(45) A student accused of Academic Misconduct is entitled to know the detail of the allegation made against them and is entitled to respond.

(46) Students may be requested to present an oral defence of their assessment attempt to a member (or members) of academic faculty. 


(47) Where appropriate and feasible, the College will seek to resolve any breach of good practice without the requirement to invoke formal disciplinary proceedings. 

(48) Procedures under this policy are not intended to be adversarial and the College recommends that where a student does participate in a meeting, that they do not engage legal representation during proceedings.

(49) Where a student does seek to bring legal representation to any meeting, the student must notify the College in writing of their intent within five working days as the legal representatives of the College will also be required to attend.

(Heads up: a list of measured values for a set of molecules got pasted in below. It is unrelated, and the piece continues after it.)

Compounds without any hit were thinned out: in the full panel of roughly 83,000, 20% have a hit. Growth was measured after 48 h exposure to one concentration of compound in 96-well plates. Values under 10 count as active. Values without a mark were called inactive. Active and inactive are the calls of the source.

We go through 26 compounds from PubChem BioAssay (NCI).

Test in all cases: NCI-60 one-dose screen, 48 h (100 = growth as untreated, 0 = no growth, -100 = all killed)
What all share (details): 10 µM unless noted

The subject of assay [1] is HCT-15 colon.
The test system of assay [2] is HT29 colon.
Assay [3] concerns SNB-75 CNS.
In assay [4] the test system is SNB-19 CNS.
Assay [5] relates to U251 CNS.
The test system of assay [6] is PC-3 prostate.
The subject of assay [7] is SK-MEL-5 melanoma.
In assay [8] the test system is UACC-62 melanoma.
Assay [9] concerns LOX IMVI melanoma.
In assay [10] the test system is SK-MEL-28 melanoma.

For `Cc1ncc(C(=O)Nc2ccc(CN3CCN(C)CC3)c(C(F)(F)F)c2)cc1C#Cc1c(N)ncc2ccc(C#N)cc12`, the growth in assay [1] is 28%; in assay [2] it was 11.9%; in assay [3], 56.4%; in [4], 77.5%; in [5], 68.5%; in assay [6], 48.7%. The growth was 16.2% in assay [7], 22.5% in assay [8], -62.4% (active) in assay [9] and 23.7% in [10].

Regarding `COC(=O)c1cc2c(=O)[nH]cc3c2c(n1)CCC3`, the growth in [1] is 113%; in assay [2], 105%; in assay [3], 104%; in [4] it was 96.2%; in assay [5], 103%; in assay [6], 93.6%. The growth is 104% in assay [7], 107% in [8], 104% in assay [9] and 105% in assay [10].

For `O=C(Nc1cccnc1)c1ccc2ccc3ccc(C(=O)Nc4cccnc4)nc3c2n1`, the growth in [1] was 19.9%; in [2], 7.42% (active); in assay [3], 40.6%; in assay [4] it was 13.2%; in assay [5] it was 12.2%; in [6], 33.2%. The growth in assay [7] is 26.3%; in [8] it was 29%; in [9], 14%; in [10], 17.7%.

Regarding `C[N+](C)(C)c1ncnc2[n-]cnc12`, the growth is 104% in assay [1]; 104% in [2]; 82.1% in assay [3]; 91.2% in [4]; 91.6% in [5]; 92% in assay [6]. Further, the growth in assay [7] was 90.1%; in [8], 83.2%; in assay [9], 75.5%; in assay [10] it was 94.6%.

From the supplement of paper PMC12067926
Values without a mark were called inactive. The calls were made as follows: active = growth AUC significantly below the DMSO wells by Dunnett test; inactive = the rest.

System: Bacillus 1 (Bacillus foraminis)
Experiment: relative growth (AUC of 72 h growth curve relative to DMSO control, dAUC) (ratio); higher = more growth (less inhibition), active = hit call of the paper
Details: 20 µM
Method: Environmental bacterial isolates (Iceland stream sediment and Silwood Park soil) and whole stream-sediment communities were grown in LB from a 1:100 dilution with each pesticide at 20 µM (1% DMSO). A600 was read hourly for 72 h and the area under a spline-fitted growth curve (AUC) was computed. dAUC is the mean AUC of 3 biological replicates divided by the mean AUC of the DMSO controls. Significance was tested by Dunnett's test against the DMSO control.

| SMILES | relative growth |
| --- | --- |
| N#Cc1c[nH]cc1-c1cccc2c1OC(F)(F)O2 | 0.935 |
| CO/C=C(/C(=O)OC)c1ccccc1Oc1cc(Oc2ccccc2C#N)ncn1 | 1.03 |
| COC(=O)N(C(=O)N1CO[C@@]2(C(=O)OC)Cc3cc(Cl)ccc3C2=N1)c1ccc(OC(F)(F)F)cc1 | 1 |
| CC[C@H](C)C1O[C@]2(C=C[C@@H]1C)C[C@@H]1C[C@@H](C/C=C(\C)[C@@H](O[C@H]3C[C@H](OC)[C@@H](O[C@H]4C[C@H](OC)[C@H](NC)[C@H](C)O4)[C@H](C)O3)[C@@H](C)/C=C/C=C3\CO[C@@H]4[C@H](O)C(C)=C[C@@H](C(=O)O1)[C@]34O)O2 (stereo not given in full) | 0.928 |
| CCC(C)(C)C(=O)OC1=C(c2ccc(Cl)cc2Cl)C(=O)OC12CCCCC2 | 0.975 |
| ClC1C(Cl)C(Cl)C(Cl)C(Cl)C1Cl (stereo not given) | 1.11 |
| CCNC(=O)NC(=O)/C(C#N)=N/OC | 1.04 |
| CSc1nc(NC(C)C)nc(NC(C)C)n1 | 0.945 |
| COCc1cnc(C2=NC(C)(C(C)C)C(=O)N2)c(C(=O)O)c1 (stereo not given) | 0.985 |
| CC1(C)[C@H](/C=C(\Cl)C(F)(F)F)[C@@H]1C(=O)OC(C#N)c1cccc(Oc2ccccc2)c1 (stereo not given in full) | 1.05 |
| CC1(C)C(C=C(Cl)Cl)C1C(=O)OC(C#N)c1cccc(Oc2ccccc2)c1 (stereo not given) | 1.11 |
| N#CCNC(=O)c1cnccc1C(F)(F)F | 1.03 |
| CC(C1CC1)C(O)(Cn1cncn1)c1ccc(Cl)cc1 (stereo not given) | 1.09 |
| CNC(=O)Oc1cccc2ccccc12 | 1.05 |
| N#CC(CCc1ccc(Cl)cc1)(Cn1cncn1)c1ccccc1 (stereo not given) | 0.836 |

(50) A student may opt to be accompanied by a friend or family member in a supportive capacity. However, where this person is a member of the legal profession, they cannot act in that capacity.


(51) Instances of Academic Misconduct and investigation of Academic Misconduct are reported to the Board of Examiners. A statistical analysis of Academic Misconduct across modules is conducted to inform assessment development and planning. 

(52) The Registrar reports annually to the Academic Board on Academic Misconduct and distinguishes between grave and other offences.